Memes: The New Social Phenomenon

In an era where the Internet reigns supreme in the lives of the young adults, you see them everywhere. Just log into your Facebook or Tumblr account and you’ll see hundreds of the comic-like pictures. They are the memes—popular images and graphics that use various reoccurring themes to convey a humorous message viewers can often relate to.

Their origin can be traced to pioneering sites such as 4chan and Reddit, where they continue their spread at impressive rates. As ubiquitous as they are in multiple social networking platforms, this emerging social phenomena has both fascinated and puzzled researchers and marketing professionals alike. The rapid growth of memes of different forms have even prompted web sites in their honor, as well as a web series called “Know Your Meme” which was later adapted to a television show in March 2011, documenting the origin and rise of the most viral characters and images on the Web.

Some of the most popular memes incorporate reaction faces and phrases that make fun of everyday situations that would normally be considered serious. The Socially Awkward Penguin is in a meme category known as advice animals, which depicts an animals with a color wheel background. The Socially Awkward Penguin narrates uncomfortable encounters like “Start telling a joke…forget your punchline” and “You wave back. They weren’t waving at you… pretend to adjust your hair.” From its emergence in 2009, The Socially Awkward Penguin remains a popular meme.

The “Forever Alone” Guy is one of this kind, depicting a despondent looking Rage face on a dark blue background. Prior to the explosion of other meme categories, Rage Comics pioneered the imageboard of 4chan, one of the meme capitals of the Internet, portraying various demeanors and thoughts associated with certain situations. The rudimentary sketches that make up the Rage faces are what make the meme category comical to begin with, but the punchline, expressed in capital letters, add the real kick in mocking unfortunate social situations.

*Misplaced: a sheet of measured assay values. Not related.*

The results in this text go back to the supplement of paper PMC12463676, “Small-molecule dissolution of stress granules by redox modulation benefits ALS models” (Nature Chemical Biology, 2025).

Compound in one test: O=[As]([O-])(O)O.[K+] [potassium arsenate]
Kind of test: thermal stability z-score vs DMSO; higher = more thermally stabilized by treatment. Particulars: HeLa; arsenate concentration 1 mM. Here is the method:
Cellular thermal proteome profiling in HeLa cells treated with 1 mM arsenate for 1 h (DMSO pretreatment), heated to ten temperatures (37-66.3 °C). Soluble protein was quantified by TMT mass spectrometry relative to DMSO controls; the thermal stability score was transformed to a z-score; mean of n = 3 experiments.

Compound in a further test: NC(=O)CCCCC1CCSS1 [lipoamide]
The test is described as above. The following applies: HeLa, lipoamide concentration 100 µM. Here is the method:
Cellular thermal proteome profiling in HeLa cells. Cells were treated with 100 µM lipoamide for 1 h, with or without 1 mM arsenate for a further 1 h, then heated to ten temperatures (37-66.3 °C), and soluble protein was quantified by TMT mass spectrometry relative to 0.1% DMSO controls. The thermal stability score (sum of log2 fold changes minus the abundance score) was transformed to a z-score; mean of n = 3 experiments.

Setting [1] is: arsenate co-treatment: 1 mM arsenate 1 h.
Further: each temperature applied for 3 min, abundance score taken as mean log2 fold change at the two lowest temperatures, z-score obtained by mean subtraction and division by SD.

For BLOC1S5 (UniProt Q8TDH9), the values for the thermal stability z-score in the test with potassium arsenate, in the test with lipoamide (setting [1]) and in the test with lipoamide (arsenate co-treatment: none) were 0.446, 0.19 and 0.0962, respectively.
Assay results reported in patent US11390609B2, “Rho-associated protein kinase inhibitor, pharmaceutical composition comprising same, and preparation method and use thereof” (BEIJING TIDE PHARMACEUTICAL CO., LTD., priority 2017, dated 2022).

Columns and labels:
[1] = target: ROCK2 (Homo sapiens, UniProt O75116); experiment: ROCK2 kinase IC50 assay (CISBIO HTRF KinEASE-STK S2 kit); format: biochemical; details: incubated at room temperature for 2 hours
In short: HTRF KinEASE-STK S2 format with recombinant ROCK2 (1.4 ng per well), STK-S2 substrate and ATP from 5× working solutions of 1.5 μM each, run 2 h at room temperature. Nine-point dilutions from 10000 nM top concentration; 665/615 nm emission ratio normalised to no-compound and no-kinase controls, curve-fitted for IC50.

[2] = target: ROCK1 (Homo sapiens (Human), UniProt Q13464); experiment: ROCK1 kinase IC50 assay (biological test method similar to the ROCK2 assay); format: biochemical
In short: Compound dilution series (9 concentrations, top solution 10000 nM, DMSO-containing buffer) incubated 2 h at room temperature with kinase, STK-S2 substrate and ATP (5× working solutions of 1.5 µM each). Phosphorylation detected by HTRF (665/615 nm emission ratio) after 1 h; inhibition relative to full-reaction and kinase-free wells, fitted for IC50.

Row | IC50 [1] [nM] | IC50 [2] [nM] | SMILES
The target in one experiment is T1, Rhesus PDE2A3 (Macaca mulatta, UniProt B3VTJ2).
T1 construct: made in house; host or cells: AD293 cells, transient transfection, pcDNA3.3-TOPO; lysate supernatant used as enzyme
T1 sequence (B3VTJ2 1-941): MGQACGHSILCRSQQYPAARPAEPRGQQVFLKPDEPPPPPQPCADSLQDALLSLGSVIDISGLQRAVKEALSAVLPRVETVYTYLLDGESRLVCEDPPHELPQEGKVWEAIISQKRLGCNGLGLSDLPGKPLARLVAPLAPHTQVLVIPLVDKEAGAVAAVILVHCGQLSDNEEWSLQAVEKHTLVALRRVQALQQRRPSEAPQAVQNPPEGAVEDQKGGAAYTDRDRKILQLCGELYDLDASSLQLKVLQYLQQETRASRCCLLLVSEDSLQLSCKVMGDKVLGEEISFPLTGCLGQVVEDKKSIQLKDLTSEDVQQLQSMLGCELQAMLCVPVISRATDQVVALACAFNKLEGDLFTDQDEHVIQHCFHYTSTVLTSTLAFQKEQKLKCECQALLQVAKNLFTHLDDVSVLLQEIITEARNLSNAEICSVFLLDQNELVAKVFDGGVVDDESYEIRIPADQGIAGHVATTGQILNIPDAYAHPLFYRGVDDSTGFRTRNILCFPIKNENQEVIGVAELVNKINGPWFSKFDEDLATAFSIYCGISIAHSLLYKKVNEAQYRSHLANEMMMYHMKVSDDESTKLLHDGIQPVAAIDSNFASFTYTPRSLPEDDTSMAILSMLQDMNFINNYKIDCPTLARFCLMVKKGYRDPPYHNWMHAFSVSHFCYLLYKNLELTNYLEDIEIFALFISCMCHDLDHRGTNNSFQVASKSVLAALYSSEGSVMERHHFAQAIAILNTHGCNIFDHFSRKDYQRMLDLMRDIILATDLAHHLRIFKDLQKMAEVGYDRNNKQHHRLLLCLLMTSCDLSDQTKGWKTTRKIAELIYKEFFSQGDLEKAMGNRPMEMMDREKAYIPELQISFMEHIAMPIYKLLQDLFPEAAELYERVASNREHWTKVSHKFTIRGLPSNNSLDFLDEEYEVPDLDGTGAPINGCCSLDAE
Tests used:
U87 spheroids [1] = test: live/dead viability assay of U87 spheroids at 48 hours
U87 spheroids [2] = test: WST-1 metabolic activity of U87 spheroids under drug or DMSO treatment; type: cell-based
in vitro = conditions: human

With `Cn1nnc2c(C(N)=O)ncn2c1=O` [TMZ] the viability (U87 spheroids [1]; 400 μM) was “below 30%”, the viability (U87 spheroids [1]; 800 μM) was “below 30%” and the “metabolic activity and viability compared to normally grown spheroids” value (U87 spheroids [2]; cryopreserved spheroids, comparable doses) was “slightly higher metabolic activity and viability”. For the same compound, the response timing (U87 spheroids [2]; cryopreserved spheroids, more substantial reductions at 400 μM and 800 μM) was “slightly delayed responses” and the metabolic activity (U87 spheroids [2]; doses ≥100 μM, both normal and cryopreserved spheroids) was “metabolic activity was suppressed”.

The “Forever Alone” Guy, in his own pitiful despair, pays particular homage to single individuals, but while it would normally be considered mean to poke fun at their relationship status, the point is to show that the best way to enjoy it is to be facetious about it. Some notable examples include “My girlfriend is like my iPad…. I don’t have an iPad” and “I’m going to spend Valentine’s Day with my Ex… Box 360.” Since its rise in 2009, The “Forever Alone” Guy promoted the emergence of other Rage faces on 4chan and online comedy sites, such as the “Y U No” guy, a disgruntled character with its hands outstretched, speaking with broken grammar to voice frustration and the “Me Gusta” Guy, who is commonly found expressing satisfaction in awkward situations. Rage faces have expanded beyond single images to vertical comic strips and animations.

Due to their relateable appeal, the language that characterize Rage comic and advice animal memes, including broken grammar and SMS shorthand have been integrated into the way in which online users interact. While it is clear that such usage would be unfitting in a more formal setting, it has become commonplace in everyday conversation, which offers a plethora of benefits. For the more socially reserved, sharing GIFs online can help ease the transition into conversations. Similarly, memes may act as a medium to break the ice with a potential romantic interest, to express one’s comedic side, or to convey that one is in the know in the Internet community. Broken phrases including “Y U No” and hashtags, or phrases used as tagging methods, may be terse, but speak volumes about the extent of an individual’s involvement in social networking sites. Because memes have exploded into such a rampant social phenomenon, the most active age groups on the Internet, primarily adolescents and young adults, place high value on being a part of it. Thus, our generation uses memes as a tool to relate to each other in the social arena.